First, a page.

The second webinar in the “Eureka! Big Ideas for Big Changes in SPED” webinar series was with researcher Dr. Margo Izzo and disability advocate, author, poet, and consultant LeDerick Horne. During “New Insights for Building Disability Pride and Empowering Students with Hidden Disabilities,” Margo and LeDerick explained what hidden disabilities are, shared how educators can help destigmatize them, and shared ideas for helping connect students to positive role models, build on their assets, and advocate for the services they are guaranteed. After the webinar, our co-founder and co-CEO Clay Whitehead fielded audience questions for Margo and LeDerick. This lively discussion is provided below.
Clay: I’m interesting in the term disability pride. Why do you use that term? Disability pride. There’s a lot of other ways you could take that.
LeDerick: Well, in working on the book, Margo and I decided we wanted to have a distinct focus on identity and disability as being a positive identifier, very much as other groups promote pride, whether it be women’s pride, Asian pride, gay pride, or Black pride. We also wanted to make sure that at the center of our work we were including disability pride. We use disability as a general topic within the different groups, like the autism community or the deaf community. There are different disability groups who have promoted pride, but we were thinking about it in a very general way, again, just focusing in on the importance of identity.
Margo: When you think about pride, the opposite of pride is shame and experiencing stigma. Students who are coming to the classroom full of shame and feeling stigma and embarrassed have a greater challenge to learning. We know so many people with disabilities — visible and hidden — who have amazing gifts and talents. Think about Temple Grandin or Albert Einstein or Daymond John. They all accomplished a tremendous amount in their careers and it was in part their disabilities that gave them the insights to become a successful. So we call it disability pride as LeDerrick said to build on the pride movement, and if you don’t have disability pride and accept your disability you’re really at a disadvantage in both learning and career settings.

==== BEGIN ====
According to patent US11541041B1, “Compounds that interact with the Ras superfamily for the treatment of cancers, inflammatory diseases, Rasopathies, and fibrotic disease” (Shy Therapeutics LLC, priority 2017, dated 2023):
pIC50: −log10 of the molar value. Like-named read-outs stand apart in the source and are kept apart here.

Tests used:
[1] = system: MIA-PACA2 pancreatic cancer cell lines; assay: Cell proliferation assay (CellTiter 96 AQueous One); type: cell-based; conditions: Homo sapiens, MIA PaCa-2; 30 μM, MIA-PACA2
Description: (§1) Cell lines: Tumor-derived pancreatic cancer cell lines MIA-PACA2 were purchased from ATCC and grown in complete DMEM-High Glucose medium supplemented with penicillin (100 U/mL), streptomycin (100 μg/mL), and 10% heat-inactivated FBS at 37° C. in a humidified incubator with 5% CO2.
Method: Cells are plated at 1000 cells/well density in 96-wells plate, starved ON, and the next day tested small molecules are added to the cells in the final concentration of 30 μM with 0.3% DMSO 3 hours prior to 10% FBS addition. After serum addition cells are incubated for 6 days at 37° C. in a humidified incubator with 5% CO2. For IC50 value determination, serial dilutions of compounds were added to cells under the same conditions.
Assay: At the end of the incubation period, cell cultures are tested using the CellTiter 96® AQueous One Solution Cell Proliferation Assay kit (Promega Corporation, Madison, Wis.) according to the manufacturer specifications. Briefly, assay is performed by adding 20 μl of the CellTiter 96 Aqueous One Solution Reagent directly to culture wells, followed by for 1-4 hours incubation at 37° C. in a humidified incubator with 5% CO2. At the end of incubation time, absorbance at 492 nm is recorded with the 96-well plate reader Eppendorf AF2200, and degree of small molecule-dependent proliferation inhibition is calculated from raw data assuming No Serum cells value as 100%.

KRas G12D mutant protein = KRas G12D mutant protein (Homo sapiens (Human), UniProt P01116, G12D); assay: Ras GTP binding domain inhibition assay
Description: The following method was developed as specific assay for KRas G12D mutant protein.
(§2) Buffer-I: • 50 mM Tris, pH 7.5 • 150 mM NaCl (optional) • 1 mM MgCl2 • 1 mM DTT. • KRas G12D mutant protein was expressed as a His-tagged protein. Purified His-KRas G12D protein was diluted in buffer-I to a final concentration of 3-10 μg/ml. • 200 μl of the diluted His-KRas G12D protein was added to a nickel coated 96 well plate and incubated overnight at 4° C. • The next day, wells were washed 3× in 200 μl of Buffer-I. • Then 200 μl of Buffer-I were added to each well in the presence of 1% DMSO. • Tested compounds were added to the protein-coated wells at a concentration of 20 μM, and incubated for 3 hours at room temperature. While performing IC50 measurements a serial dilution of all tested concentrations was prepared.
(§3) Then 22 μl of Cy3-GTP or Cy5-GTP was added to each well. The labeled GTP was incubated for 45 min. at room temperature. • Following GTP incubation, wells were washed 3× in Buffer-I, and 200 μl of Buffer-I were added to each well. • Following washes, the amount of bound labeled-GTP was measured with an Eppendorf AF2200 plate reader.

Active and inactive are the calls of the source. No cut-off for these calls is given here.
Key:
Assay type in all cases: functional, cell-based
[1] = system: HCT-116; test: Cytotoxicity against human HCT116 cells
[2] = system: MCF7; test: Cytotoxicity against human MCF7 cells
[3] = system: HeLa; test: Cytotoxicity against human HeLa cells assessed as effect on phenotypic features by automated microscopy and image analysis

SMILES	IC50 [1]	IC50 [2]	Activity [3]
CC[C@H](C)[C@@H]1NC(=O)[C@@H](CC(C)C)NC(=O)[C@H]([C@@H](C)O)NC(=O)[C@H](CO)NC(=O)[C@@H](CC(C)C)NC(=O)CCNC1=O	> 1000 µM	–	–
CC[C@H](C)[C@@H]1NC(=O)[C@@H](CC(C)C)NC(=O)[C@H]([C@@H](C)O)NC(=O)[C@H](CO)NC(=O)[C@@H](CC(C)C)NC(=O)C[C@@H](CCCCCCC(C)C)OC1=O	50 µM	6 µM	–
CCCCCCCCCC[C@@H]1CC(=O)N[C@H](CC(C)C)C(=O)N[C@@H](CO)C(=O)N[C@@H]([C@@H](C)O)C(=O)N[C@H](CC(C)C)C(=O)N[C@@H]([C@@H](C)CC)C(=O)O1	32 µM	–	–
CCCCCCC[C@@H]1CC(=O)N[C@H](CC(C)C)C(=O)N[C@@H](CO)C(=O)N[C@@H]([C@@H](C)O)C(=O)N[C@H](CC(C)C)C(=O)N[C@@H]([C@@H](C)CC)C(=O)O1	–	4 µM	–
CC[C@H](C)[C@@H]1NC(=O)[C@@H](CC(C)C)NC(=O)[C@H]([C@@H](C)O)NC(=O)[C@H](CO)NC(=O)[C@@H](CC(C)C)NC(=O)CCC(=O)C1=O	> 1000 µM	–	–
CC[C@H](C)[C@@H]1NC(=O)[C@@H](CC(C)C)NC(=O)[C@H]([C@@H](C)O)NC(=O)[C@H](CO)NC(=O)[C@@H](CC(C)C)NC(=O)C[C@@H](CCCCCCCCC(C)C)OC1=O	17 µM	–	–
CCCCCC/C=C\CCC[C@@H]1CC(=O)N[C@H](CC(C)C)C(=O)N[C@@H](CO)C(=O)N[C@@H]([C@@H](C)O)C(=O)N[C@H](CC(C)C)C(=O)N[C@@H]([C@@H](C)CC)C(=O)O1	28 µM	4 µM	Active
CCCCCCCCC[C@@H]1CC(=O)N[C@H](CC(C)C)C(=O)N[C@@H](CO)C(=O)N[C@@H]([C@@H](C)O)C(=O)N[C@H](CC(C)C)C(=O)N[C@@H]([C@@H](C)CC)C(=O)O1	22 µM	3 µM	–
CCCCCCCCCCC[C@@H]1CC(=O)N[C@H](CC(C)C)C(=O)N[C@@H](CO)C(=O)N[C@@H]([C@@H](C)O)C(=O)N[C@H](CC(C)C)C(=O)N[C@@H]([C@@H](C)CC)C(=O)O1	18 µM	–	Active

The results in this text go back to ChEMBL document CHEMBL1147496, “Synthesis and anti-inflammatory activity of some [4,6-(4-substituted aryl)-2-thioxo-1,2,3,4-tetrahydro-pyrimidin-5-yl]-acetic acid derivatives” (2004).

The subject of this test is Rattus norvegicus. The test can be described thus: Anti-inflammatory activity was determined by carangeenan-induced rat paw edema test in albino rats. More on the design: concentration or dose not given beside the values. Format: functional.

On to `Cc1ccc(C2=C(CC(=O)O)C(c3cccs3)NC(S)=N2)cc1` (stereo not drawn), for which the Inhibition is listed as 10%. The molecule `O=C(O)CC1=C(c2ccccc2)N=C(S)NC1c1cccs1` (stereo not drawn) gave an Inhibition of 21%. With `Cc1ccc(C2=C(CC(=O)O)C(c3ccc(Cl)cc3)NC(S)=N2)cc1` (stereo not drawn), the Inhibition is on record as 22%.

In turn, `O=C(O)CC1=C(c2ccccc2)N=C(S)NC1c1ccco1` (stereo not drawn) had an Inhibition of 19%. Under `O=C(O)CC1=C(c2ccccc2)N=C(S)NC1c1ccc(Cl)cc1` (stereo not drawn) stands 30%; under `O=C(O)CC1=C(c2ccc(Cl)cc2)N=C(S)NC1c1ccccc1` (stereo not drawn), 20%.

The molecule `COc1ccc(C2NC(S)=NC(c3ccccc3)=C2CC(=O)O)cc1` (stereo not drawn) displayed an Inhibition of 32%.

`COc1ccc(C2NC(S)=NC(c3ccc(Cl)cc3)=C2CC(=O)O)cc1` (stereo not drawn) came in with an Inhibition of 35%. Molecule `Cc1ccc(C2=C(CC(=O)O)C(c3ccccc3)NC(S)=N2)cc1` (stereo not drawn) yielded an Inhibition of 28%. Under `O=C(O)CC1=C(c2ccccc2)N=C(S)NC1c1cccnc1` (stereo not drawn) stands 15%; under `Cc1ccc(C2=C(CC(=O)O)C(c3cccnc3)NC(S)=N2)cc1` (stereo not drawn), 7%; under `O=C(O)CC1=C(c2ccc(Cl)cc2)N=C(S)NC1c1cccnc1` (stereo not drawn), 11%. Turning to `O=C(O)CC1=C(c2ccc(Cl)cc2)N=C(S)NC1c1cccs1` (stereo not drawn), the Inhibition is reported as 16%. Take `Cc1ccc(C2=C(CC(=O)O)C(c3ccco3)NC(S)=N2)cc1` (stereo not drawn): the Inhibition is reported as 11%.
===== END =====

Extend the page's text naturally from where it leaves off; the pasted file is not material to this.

Clay: Right. I’ve used the term identifying in the special education context so much, but I so rarely think about the child’s identity as a source of leverage to empower them and help them know this is a part of them. This is something that we can really build on together. It’s so powerful, and it’s one of the most fundamental drivers that the two of you are accessing with what you are teaching.
Lets talk about that other use of identification. So how do you create a school culture that is more open to identifying children with hidden disabilities?
LeDerick: One of my mentors in special education in the disability world is a gentleman named Dr. William Henderson. He’s done a lot of work around inclusion practices. He was a school administrator at an elementary school up in Boston and retired recently. He wrote a really good book called “The Blind Advantage,” which details his life experiences a school administrator, and also a person with a visual impairment.He talks honestly about his life experiences and also about really pushing and wanting to create this ideal and inclusive school and all the realistic challenges that came with being able to make that happen. But his idea was to create a culture of inclusion, and inclusion is not just about having everybody in the same room together. Ideally it permeates the culture of the building so everybody learns about disability.